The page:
By Mark Schiff

Over the course of his 17-year NFL career with the Kansas City Chiefs and Atlanta Falcons, Tony Gonzalez set virtually every significant mark for tight ends, including catches (1,325), receiving yards (15,125) and touchdown receptions (111). After retiring following the 2013 season, Gonzalez joined THE NFL TODAY on CBS, where he works as an analyst. Gonzalez was kind enough to take some time to discuss the upcoming AFC and NFC Championship games, including what could be the final meeting between Hall of Fame quarterbacks Tom Brady and Peyton Manning, the keys to New England’s offense and why the Panthers have the upper-hand over the Cardinals in the NFC Championship.

Note: This interview has been edited for length and clarity.

Do you think this is the last ever Brady vs. Manning match-up?

Tony Gonzalez: “Yes, I really believe that in my heart. Because I don’t think Peyton is going to come back to play after this season. This is our last chance to see greatness, one of the best players of all-time to take the field. And I couldn’t think of a better way [for Manning’s career to end] — if they end up not winning — [than] going against Tom Brady. Whether it’s this week or in the Super Bowl, I don’t think Peyton will be playing anymore. I can’t imagine that he would go somewhere and be a backup, limp through another season, or, if he did want to go to a team where he could start, I don’t think he’d want to be a part of a rebuilding team.

So this is it and this is what it’s all about. Two of the best quarterbacks ever to play going against each other for the Super Bowl. This is huge. This is like, Frank Sinatra’s final concert or something. It should be fun for everyone.”

Other than Tom Brady, who is the other key player for New England in this game?

TG: “Well, I think it’s two players and they complement each other like ketchup and mustard. (Former Pittsburgh Steelers coach) Bill Cowher wouldn’t like those two mixing. Let’s call them peanut butter and jelly. I’m talking about tight end Rob Gronkowski and wide receiver Julian Edelman. Gronkowski presents such a mismatch for the defenses, he’s nearly impossible to cover with his size.

And Edelman, there’s no one better in the NFL at getting open on those little five-, six-yard routes. Brady really missed him in the team’s first meeting against the Broncos and he’ll provide Brady with a safety valve on third down. So, along with Brady, I think it’s those two weapons on offense that should have the biggest impact on the game.”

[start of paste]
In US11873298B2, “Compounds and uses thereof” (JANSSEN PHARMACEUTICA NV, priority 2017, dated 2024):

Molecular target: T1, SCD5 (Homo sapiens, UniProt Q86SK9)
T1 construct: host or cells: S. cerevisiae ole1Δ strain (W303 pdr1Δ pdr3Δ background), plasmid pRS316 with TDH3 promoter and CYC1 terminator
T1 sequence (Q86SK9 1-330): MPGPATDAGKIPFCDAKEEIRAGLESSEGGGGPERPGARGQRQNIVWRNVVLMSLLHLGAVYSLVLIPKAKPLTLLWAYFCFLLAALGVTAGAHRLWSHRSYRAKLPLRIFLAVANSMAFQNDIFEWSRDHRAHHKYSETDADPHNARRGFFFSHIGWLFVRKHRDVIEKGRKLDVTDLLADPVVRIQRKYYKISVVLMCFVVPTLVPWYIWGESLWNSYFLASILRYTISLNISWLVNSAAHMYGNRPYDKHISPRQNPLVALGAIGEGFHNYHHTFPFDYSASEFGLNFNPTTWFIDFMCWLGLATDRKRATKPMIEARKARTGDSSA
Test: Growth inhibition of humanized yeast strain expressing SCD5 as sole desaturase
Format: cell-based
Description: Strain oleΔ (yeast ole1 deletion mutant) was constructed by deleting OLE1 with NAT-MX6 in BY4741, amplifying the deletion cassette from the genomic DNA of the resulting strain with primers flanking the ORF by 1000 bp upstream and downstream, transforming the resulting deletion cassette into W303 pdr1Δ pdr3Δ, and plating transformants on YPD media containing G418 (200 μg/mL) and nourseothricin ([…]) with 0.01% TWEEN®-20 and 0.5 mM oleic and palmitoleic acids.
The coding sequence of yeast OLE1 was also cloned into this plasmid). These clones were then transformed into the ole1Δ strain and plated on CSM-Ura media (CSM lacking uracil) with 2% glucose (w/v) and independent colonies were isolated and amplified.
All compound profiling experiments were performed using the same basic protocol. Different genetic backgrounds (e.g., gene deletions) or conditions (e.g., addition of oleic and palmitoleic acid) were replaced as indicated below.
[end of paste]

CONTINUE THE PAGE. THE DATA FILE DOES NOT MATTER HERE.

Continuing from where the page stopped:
What do Von Miller and the Broncos defense have to do to slow down the Pats’ offense?

TG: “They have to get after Brady, which is something they struggled with in their last game against the Steelers. Brady is so good at diagnosing defenses and getting the ball off quickly that if you can’t pressure him, he’ll just pick you apart. So I think the key for Denver will be getting to the quarterback and letting their excellent pass rush disrupt things in the backfield, which will help out the secondary.”

With lingering injuries along the defensive line, will the Pats constantly rush Manning or is it better to sit back in coverage?

TG: “I think the key will be to mix things up. The Patriots are excellent at disguising their coverages and coming at the quarterback from a variety of angles and they’ll need to do that to win. But in addition to blitzing, New England will need to drop into coverage and mix it up, putting pressure on Peyton to throw the ball into tight coverage. Manning is one of the best ever at looking at defenses at the line of scrimmage and figuring out what they’re trying to do, so the key for New England will be to mix up the coverage to keep him off balance.”

Which Heisman-winning quarterback has the upper-hand this weekend in the NFC Championship: Cam Newton of the Carolina Panthers or Carson Palmer of the Arizona Cardinals?

TG: “I’d say Cam. Look, they’ve both had great seasons but Cam is the [presumptive] MVP for a reason. The thing about him is that he’s gotten so much better at throwing those intermediate routes. I went against him in the early part of his career when I was with Atlanta and that’s something he’s really improved on this season, getting those intermediate throws. And if the pass isn’t there, he can just use his legs and that big 6’5”, 250lb frame to pick up five yards. So although Carson Palmer has had a great year in Arizona, I think Newton definitely has the upper-hand in this matchup.”

Which defense do you think holds the advantage?

TG: “Again, I would have to go with Carolina. Their linebackers, Thomas Davis and Luke Kuechly, they’re just so athletic. I went against Davis a lot when I was in Atlanta and he’s one of the best linebackers in the game. And Kuechly is just so impressive with his all-around play. The Cardinals not having injured free safety Tyrann Mathieu is huge; he was like the Troy Polamalu of that defense. So even though the Cardinals have Patrick Peterson, the Panthers have Josh Norman. I just like the Panthers a little bit more.”

The NFL on CBS’ coverage with host James Brown, Boomer Esiason, Bill Cowher, Tony Gonzalez and Bart Scott, along with NFL Insider Jason La Canfora, begins with THE NFL TODAY at 2 p.m. ET, live from Sports Authority Field at Mile High in Denver, Colo.

Mark Schiff is a freelance writer and music journalist for AXS.com. In 2013, his coverage of the Seattle Seahawks ended in heartbreak when they defeated the Denver Broncos in the Super Bowl. Now covering his beloved hometown team, his knowledge and passion for pro football has resulted in multiple fantasy football championships. Find him on Twitter at @mihilites.